Hows does changing the length of wire affect resistance?
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The objective for my coursework (as already stated above) is to investigate how changing the length of wire can affect the resistance.
There are factors which can affect how accurate our expriment is come on four levels.
As in any scientific experiment, there are always variables ( “likely to change or vary subject to variation; changeable.” ) which can alter a potentially good set of results into a bad set full of anomalies. In this particular test there are five main variables.
Length affects resistant, this is the variable which we are changing. As water in a hose pipe, the longer the pipe the longer the water takes to reach its destination. This can be applied in the variables of resistance. The electrons ‘bounce’ off the atoms – this causes the electrons to head elsewhere rather than the desired direction. In a long tube there are more atoms, this slows the electrons down as they ‘bounce’ off into another direction. In a short tube, there are less atoms which means there are less to deflect the electron any more speeding the speed up. In theory, the length should be proportional to the resistance. This is the variable which we will be changing in the experiment.
Diameter, we are keeping the same. Again, with the hose pipe, if the tube is thick it allows more water molecules to pass through at one time compared to a thinner tube. Once again this can be applied to resistance in wires.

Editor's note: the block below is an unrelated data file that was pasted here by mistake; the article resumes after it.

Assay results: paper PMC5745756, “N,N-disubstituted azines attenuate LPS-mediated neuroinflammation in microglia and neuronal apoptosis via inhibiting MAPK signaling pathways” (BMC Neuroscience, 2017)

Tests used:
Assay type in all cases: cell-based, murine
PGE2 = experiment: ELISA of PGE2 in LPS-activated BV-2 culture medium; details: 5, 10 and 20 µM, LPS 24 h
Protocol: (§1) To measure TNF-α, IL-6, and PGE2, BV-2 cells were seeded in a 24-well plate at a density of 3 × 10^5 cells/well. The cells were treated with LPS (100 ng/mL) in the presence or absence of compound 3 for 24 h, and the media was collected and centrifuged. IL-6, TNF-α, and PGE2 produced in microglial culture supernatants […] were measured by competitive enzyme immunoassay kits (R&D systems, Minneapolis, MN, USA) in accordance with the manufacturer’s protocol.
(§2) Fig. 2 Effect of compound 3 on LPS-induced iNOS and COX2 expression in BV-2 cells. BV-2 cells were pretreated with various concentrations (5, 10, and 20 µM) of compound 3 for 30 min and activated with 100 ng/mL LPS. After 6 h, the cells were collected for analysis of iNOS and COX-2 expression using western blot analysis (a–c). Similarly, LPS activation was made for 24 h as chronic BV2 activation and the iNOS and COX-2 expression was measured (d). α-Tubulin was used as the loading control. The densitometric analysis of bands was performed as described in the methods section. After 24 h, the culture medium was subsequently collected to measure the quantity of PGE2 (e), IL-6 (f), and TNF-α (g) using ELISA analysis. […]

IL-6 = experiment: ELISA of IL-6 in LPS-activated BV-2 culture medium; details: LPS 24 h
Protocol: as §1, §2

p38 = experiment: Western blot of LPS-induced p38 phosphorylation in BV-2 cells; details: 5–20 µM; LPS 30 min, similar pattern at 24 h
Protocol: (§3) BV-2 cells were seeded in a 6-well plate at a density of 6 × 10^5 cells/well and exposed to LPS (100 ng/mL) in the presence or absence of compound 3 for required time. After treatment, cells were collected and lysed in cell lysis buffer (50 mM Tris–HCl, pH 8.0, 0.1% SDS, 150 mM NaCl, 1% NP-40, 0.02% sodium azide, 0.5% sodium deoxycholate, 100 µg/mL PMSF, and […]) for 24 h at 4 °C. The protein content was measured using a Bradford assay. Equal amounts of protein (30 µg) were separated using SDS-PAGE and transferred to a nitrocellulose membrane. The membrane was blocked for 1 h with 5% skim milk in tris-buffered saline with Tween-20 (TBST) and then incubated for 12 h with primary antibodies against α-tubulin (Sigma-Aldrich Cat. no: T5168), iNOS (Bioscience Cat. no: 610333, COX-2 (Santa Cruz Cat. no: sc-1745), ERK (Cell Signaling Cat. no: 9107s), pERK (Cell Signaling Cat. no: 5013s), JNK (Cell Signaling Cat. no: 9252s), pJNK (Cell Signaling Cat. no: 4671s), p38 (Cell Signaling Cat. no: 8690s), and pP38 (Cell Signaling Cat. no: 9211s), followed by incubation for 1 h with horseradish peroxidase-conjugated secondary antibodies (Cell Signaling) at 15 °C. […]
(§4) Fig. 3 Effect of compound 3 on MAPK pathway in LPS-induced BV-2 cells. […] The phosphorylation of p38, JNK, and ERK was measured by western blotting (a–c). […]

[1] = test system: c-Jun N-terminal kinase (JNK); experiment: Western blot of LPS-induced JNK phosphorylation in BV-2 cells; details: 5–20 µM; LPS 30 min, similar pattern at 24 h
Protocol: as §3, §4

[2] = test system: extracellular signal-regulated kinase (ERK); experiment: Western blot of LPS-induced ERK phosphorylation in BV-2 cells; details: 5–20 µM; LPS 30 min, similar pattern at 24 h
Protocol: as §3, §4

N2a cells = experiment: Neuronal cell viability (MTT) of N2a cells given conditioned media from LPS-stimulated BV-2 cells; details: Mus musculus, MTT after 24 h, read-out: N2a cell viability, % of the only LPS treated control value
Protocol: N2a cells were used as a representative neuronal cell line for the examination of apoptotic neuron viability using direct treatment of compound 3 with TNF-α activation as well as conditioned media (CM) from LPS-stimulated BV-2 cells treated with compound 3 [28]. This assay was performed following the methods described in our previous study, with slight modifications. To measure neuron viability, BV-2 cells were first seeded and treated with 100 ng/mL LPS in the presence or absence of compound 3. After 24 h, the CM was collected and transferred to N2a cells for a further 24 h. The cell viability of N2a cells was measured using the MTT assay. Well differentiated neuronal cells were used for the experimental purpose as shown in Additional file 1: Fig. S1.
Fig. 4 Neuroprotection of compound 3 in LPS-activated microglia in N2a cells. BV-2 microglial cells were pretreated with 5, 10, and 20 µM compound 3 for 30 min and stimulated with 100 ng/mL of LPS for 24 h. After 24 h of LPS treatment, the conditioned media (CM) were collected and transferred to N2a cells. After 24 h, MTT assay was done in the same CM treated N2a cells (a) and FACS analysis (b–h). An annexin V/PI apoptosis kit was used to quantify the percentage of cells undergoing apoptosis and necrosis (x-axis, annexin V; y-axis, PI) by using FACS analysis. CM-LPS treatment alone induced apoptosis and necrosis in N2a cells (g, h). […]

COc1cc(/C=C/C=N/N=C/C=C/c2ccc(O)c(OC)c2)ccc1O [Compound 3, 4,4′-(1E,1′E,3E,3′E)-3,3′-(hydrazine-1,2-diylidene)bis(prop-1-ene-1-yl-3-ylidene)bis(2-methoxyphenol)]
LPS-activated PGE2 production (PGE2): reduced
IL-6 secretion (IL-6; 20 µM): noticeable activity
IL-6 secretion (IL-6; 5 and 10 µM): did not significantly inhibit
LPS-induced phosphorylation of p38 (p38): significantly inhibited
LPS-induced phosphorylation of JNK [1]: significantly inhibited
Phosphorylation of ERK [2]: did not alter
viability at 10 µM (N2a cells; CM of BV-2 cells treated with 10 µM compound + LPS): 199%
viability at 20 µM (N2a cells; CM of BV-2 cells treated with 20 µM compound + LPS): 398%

If the wire is ‘thin’ then there are less paths for a electron to travel. This slows down the electron slowing down the speed. If the wire is thick
then it allows more paths for the electron to follow and therefore, speeds up the flow of electrons.
Both Length and diameter work with each other. A thick wire that is long has more atoms but also more paths, these “cancel each other out” and may cause the electrons to move faster but have to move further. Vice versa with short thin wires. We keep this the same by not changing the wire throughout the whole experiment.
If the wire is heated, the atoms will move around more because there will be an increase in energy. This would cause more collisions between the atoms and the electrons. The increase in collisions would cause the resistance to rise. We keep this variable the same by turning the power of nearly straight after we have seen a result (without it fluctuating) too keep the temperature down.
The choice of materials that we could use for the wire affects the resistance that we receive. A wire with too little resistance would be hard and complex to collect results due to a 5th or 6th decimal point change. A wire with a lot of resistance may not let any current through at all making it hard to take down a result. We keep this variable the same by keeping the material the same.
Power Supply (Power Pack)
Decide which wire to use by creating a simple test of the most varied results
Measure 100cm of the wire and attach to a metre ruler.
Ÿ Check equipment works well;
Ÿ Set up the appropriate circuit
Ÿ decrease the length of wire by 10cms
Ÿ Write down Voltage and the current in the circuit
Continue until the two clips are touching at 0cms
Ÿ Repeat two more times to give more reliable results
At first we conduct tests on two sets of wire – copper and chrome nickel. This was so we could decide which was the most suitable wire to use, if we were to use a wire which had extremely low resistance the changes would too minute it would be impossible to take down results since both ammeter and voltmeter were only capable of showing to two decimal places. If we were to use a wire with too high resistance then no elections would be able to move thus, not having any readings on the ammeter or voltmeter.
Once the equipment has been tested, we then set up the circuit that we will use to take the readings. Using the equipment that has been checked we set up a circuit using the Meter ruler (with wire), connecting wires, ammeter, voltmeter and power pack. (Shown below)